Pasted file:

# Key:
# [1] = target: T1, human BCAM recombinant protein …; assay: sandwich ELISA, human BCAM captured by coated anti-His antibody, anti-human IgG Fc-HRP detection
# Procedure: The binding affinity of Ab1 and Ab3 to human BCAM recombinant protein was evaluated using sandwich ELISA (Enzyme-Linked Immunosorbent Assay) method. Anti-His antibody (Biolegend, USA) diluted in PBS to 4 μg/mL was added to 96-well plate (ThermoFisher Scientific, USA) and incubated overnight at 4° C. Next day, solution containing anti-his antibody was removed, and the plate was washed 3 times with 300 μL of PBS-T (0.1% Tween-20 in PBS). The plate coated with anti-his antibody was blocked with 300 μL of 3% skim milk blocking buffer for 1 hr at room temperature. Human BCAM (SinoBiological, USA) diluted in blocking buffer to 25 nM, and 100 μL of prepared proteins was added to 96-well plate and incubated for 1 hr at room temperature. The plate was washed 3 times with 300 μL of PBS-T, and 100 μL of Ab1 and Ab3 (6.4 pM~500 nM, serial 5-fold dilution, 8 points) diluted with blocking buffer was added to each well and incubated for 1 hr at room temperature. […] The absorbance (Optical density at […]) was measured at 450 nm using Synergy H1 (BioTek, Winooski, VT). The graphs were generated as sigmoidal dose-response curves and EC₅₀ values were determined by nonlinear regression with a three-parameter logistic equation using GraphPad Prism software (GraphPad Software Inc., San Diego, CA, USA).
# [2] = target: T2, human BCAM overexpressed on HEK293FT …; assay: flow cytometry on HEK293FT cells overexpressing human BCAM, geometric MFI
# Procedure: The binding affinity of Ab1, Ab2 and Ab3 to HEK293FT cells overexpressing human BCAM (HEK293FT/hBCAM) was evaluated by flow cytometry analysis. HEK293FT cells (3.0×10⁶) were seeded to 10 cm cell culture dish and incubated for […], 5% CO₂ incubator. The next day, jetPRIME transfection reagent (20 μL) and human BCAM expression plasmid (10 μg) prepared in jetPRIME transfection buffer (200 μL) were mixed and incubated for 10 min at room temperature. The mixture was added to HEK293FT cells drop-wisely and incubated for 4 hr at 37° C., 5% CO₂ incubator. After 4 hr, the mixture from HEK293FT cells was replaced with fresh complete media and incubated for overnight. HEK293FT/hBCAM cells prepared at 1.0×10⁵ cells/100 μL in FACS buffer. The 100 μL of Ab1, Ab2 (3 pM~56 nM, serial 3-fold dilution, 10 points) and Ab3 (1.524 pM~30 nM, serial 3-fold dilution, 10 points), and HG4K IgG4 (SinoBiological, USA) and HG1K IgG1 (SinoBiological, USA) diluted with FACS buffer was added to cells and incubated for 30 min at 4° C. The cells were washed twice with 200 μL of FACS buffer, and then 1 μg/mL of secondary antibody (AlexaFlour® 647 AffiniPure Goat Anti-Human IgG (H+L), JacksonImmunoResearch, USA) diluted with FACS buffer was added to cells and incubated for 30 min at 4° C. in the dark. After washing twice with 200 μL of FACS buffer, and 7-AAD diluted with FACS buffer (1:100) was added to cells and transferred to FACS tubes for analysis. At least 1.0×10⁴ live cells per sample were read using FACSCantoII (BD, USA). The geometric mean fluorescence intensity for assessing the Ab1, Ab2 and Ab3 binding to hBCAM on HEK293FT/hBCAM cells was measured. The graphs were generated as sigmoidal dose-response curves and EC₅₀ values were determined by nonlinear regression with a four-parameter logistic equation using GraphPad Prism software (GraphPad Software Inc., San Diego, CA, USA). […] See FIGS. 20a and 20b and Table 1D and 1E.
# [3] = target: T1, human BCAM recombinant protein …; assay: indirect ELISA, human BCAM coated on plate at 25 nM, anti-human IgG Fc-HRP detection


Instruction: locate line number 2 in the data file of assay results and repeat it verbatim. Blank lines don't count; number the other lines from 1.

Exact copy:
# [1] = target: T1, human BCAM recombinant protein …; assay: sandwich ELISA, human BCAM captured by coated anti-His antibody, anti-human IgG Fc-HRP detection